A quick blurb about the fries, they're good since they're literally just deep fried strips of potatoes (some fancy one from Idaho I hear). Apparently, you can get them "well-done" which means fried again, as the batch you normally get are still a little raw. I like them, but they're not my favorites.

Rating of the Burger:
Meat: A-
Bun: B
Fixings: A
Condiments: A+
Sides: B
Price: $3-$7
Overall Grade: A
Recommended Burger: Double-Double Animal Style with Chopped Chilis

Sunday, March 21, 2010

What's with Seattle and the color red?

The Jack Daniels BBQ Burger
Originally uploaded by jaceman4
Seriously... what's the deal? But I digress. I had actually heard about Red Door before, but as my forays into the Fremont area are rather sparse to begin with, I didn't really have an opportunity to go there. However, I managed to get out recently to meet up with a friend that worked in the area and grab some grub, 'twas good. The place looked like a good old-fashioned sports bar, a place where a lot of locals gathered to grab food and beverage and just enjoy a meal in a fairly chill atmosphere. The actually dining area being smaller than the 21-and-over bar area kind of gave me that sort of impression, that and the fact that it was relegated to the back corner of the establishment like the smoking sections of restaurants in the 1990s. Maybe that's not an entirely fair assessment, but it didn't really take away from the dining experience, so I won't make any more of a fuss about it, just go, you'll like it.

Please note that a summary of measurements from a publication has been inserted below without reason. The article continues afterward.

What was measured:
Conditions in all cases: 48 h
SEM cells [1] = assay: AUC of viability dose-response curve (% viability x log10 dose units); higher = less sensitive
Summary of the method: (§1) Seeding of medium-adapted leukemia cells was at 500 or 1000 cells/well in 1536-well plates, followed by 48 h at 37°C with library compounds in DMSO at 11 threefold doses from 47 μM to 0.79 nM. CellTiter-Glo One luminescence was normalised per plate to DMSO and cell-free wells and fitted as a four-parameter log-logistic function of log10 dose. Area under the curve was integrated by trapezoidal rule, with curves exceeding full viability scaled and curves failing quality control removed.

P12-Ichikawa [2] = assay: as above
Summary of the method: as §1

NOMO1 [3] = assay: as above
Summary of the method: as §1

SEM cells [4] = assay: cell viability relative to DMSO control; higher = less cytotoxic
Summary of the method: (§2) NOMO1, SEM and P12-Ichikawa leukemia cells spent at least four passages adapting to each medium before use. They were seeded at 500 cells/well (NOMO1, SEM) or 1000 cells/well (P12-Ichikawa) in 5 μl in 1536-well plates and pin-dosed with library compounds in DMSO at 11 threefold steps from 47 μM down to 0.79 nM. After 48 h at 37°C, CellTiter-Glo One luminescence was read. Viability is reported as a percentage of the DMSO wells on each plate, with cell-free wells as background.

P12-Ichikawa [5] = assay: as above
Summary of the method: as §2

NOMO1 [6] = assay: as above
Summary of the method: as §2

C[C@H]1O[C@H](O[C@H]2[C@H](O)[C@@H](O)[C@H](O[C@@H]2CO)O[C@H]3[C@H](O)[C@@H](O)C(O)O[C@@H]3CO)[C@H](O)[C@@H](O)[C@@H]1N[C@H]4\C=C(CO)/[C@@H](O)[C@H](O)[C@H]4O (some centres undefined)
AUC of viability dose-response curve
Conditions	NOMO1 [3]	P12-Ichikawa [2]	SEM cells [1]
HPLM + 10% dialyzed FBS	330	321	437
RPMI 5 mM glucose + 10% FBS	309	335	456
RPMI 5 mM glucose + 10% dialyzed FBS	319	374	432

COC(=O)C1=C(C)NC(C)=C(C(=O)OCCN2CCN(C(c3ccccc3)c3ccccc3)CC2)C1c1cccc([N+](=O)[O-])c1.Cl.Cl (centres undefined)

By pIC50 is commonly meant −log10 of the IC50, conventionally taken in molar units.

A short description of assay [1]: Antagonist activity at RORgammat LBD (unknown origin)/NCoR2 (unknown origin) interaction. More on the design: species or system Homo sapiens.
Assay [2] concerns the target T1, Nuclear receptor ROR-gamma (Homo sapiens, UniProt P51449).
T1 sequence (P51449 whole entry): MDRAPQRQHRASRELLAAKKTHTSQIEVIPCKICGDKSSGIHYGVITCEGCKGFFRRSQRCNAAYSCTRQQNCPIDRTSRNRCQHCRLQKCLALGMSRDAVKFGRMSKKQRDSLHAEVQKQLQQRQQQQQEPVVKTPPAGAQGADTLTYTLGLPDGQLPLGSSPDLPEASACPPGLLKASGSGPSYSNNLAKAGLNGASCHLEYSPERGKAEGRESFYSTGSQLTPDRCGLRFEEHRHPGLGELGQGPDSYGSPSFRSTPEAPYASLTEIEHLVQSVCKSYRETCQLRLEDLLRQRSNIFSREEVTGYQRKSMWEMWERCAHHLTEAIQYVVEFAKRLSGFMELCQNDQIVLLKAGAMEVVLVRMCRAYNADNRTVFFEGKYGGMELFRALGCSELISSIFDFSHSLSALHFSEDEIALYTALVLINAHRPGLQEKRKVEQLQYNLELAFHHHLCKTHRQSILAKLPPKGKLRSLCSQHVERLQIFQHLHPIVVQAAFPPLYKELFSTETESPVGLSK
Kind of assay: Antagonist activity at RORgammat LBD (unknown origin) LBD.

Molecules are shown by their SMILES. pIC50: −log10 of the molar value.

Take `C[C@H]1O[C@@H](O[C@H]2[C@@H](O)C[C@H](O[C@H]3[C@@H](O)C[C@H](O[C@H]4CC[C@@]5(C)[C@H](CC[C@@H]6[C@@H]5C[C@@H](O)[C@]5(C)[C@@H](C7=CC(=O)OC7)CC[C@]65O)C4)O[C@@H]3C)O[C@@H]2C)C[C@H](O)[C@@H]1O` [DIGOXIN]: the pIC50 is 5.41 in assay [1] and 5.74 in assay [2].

The menu was pretty typical of a typical American restaurant/sports bar type of establishment. Sandwiches, salads, appetizers and some burgers. Obviously, I came for the burgers. After a quick perusal of the selections, I decided to go for the Jack Daniels BBQ Burger, it sounded good from the menu. The menu boasted a 1/3 lb burger, but after seeing and experiencing the 1/3 lb post-cooked weight burgers at The Counter, I can't say I was exactly expecting a whole lot out of it, still, I suppose it's something I'll just have to get used to, as I'm pretty sure the only way I can something close is if I get a full pound burger somewhere else, I guess. Anyways...